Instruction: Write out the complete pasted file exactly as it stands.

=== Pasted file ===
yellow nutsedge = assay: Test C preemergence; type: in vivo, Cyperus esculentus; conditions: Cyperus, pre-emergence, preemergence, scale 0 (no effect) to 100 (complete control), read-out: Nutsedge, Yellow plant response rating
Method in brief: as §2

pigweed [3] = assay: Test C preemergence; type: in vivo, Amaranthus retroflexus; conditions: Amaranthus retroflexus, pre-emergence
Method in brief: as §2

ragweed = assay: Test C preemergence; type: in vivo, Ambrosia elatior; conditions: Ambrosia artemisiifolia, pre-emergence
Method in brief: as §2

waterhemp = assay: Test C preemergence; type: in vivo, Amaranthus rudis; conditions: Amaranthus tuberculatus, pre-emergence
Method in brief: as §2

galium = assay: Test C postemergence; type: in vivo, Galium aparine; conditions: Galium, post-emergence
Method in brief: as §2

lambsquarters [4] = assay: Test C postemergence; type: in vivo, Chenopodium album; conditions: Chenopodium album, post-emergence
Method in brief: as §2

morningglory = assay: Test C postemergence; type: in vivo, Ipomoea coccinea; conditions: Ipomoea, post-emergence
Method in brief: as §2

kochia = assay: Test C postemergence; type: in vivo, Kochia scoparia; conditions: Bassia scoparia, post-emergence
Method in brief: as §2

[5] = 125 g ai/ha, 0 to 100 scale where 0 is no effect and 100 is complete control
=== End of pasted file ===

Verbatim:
yellow nutsedge = assay: Test C preemergence; type: in vivo, Cyperus esculentus; conditions: Cyperus, pre-emergence, preemergence, scale 0 (no effect) to 100 (complete control), read-out: Nutsedge, Yellow plant response rating
Method in brief: as §2

pigweed [3] = assay: Test C preemergence; type: in vivo, Amaranthus retroflexus; conditions: Amaranthus retroflexus, pre-emergence
Method in brief: as §2

ragweed = assay: Test C preemergence; type: in vivo, Ambrosia elatior; conditions: Ambrosia artemisiifolia, pre-emergence
Method in brief: as §2

waterhemp = assay: Test C preemergence; type: in vivo, Amaranthus rudis; conditions: Amaranthus tuberculatus, pre-emergence
Method in brief: as §2

galium = assay: Test C postemergence; type: in vivo, Galium aparine; conditions: Galium, post-emergence
Method in brief: as §2

lambsquarters [4] = assay: Test C postemergence; type: in vivo, Chenopodium album; conditions: Chenopodium album, post-emergence
Method in brief: as §2

morningglory = assay: Test C postemergence; type: in vivo, Ipomoea coccinea; conditions: Ipomoea, post-emergence
Method in brief: as §2

kochia = assay: Test C postemergence; type: in vivo, Kochia scoparia; conditions: Bassia scoparia, post-emergence
Method in brief: as §2

[5] = 125 g ai/ha, 0 to 100 scale where 0 is no effect and 100 is complete control